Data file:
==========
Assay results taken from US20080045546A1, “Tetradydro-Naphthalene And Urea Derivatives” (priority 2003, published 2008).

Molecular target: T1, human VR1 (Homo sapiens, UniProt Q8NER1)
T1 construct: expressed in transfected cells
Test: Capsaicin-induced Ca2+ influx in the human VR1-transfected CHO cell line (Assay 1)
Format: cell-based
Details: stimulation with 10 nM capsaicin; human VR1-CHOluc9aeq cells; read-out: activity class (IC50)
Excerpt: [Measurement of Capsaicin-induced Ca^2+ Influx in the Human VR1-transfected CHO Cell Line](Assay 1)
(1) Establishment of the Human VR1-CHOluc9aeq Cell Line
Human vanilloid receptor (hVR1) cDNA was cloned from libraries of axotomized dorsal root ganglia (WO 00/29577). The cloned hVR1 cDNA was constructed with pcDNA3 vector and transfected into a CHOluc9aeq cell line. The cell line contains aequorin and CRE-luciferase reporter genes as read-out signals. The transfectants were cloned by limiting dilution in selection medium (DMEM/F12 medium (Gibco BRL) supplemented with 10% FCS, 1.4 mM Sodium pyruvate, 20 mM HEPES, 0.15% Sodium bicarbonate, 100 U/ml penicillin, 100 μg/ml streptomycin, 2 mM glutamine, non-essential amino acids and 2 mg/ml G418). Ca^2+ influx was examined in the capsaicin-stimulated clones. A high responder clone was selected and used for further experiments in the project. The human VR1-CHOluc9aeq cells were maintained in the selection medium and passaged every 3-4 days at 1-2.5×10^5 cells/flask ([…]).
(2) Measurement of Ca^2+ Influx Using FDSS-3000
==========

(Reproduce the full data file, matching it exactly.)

Assay results taken from US20080045546A1, “Tetradydro-Naphthalene And Urea Derivatives” (priority 2003, published 2008).

Molecular target: T1, human VR1 (Homo sapiens, UniProt Q8NER1)
T1 construct: expressed in transfected cells
Test: Capsaicin-induced Ca2+ influx in the human VR1-transfected CHO cell line (Assay 1)
Format: cell-based
Details: stimulation with 10 nM capsaicin; human VR1-CHOluc9aeq cells; read-out: activity class (IC50)
Excerpt: [Measurement of Capsaicin-induced Ca^2+ Influx in the Human VR1-transfected CHO Cell Line](Assay 1)
(1) Establishment of the Human VR1-CHOluc9aeq Cell Line
Human vanilloid receptor (hVR1) cDNA was cloned from libraries of axotomized dorsal root ganglia (WO 00/29577). The cloned hVR1 cDNA was constructed with pcDNA3 vector and transfected into a CHOluc9aeq cell line. The cell line contains aequorin and CRE-luciferase reporter genes as read-out signals. The transfectants were cloned by limiting dilution in selection medium (DMEM/F12 medium (Gibco BRL) supplemented with 10% FCS, 1.4 mM Sodium pyruvate, 20 mM HEPES, 0.15% Sodium bicarbonate, 100 U/ml penicillin, 100 μg/ml streptomycin, 2 mM glutamine, non-essential amino acids and 2 mg/ml G418). Ca^2+ influx was examined in the capsaicin-stimulated clones. A high responder clone was selected and used for further experiments in the project. The human VR1-CHOluc9aeq cells were maintained in the selection medium and passaged every 3-4 days at 1-2.5×10^5 cells/flask ([…]).
(2) Measurement of Ca^2+ Influx Using FDSS-3000